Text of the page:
US Cyber Command is sending ‘cyber warriors’ to work closely with Balkan allies like Montenegro and North Macedonia to help them build up their defences against hackers often based in Russia.
Amid continuing fears about cyber threats to democracy, the US is deploying so-called “cyber warriors” to a number of friendly countries in Eastern Europe including Ukraine, Montenegro and North Macedonia, to help them resist attacks.
US Cyber Command, which coordinates cyberspace operations to defend US interests, is also cooperating with the authorities in those countries to prevent potential threats, the US embassy in Montenegro told BIRN.
“US European Command and US Cyber Command have worked closely with NATO ally Montenegro conducting cyber cooperation to increase interoperability, share best practices, and deter malign influence on the democratic processes of our allies, partners, and the United States,” the embassy in Podgorica said.
It declined to reveal operational details and technical aspects of the engagement.
But Brigadier General Timothy Haugh, commander of Cyber Command’s national mission force, said recently that as part of an operation internally called “Synthetic Theology”, Cyber Command had deployed “cyber warriors” to Ukraine, North Macedonia, and Montenegro to help defend those countries’ networks, and collect intelligence on adversaries, IT news website CyberScoop reported on May 7.
During a round table at the Integrated Cyber Center and Joint Operations Center in Fort Meade, Maryland, Haugh “said these kinds of partnerships will continue to grow”, the report said.
“When we look to do partnerships overseas … we want to do that anywhere where there’s a potential adversary that would also target our electoral systems,” General Haugh was quoted as saying.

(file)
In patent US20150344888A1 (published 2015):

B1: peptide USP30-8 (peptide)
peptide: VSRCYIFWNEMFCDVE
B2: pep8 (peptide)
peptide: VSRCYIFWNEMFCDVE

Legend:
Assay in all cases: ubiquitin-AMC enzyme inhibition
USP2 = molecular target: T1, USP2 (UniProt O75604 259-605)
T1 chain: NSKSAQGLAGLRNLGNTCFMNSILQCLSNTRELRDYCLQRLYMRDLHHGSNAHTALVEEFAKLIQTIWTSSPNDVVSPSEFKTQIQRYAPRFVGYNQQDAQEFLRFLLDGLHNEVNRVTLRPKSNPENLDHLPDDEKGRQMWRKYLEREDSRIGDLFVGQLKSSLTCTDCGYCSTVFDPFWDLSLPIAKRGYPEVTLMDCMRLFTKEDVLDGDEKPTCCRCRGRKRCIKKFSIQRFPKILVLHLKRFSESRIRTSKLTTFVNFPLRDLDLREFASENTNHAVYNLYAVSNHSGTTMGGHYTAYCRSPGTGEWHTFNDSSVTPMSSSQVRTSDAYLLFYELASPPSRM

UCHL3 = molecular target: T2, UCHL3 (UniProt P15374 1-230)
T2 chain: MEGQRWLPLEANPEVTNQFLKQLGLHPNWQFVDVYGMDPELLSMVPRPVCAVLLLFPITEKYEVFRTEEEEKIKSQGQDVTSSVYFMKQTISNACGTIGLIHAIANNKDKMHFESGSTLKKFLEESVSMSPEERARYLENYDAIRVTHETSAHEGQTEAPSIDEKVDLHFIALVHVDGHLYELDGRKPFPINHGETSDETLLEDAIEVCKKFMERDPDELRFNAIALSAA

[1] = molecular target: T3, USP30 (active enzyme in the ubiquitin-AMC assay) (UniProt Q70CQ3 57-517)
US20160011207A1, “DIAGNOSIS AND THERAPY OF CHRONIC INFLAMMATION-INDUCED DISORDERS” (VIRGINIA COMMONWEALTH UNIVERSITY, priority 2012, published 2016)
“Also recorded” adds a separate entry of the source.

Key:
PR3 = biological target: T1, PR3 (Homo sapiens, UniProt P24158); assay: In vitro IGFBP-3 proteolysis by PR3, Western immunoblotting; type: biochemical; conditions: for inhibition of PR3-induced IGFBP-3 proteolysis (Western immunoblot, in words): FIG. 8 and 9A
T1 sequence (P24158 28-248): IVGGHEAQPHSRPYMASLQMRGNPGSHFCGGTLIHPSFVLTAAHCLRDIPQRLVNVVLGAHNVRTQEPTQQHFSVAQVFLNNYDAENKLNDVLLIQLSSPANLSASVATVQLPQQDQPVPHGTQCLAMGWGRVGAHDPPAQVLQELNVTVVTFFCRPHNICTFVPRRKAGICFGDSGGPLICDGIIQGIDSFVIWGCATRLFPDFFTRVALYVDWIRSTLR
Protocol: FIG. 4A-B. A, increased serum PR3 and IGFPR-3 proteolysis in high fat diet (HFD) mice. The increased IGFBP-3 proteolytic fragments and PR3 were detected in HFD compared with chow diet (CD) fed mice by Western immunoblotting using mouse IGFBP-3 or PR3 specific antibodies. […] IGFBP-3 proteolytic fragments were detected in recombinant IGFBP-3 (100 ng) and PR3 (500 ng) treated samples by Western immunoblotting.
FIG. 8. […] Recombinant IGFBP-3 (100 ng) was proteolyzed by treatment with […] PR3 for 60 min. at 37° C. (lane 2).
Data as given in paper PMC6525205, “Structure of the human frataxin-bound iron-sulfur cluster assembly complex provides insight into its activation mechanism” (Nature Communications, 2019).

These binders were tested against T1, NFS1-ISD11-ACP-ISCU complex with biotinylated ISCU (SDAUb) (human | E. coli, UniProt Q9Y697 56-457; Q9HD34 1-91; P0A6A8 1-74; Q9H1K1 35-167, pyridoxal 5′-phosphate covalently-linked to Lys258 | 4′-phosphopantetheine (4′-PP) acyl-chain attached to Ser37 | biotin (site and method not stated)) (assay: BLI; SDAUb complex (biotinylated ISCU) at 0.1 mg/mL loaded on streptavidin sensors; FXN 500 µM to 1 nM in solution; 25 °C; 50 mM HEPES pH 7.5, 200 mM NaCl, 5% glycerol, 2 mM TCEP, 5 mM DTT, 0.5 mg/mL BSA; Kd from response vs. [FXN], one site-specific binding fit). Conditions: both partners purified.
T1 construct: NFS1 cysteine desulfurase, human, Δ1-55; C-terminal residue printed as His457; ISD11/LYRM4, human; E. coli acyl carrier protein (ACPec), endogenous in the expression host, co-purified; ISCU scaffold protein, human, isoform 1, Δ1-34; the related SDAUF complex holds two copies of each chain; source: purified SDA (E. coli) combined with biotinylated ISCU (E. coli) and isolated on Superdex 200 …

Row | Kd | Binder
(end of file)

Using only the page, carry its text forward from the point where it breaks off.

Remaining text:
The report noted that the US intended to actively thwart possible election interference from countries like Russia, “which the US intelligence community has determined sought to interfere in the 2016 presidential election”.
Cyber hackers linked to Russia have wrought havoc with institutions in a number of Western countries in recent years.
As BIRN previously reported, the notorious Russian cyber-espionage group Fancy Bear hacked its way into Montenegrin institutions in 2017, sending spearphishing emails signed sometimes as coming from NATO.
Montenegro has since tightened up cyber security defences and formed a specialised police taskforce to fight cybercrime.
The US Cyber Command official website on October 2 2018 reported that its members worked alongside cyber defenders within the government of Montenegro for some weeks to build up its cyber defence capabilities.
“It’s important to point out that cyber security cooperation strengthens partnerships and interoperability,” the US embassy to Montenegro underlined in its reply to BIRN, asked about US cyber cooperation with this Balkan country.
It added that the US Department of Defense works closely with various allies and partners “to counter those who attempt to undermine our democratic institutions”.
The purpose of the cooperation, it added, is “purely defensive – ensuring the confidentiality, integrity, and availability of their networks”.
In another Balkan country, North Macedonia, the town of Veles became internationally notorious for the lucrative online ventures of some of its younger inhabitants, who used the 2016 US presidential election to earn money by promoting fake or misleading news in support of Donald Trump.
In March 2018, Facebook founder Mark Zuckerberg mentioned North Macedonia by name as a source of fake news.
Facebook later closed 212 pages in Kosovo and North Macedonia for sharing unacceptable material on politics and religion. In its press release, the company said some of these online operations were found to be connected with Iran and Russia.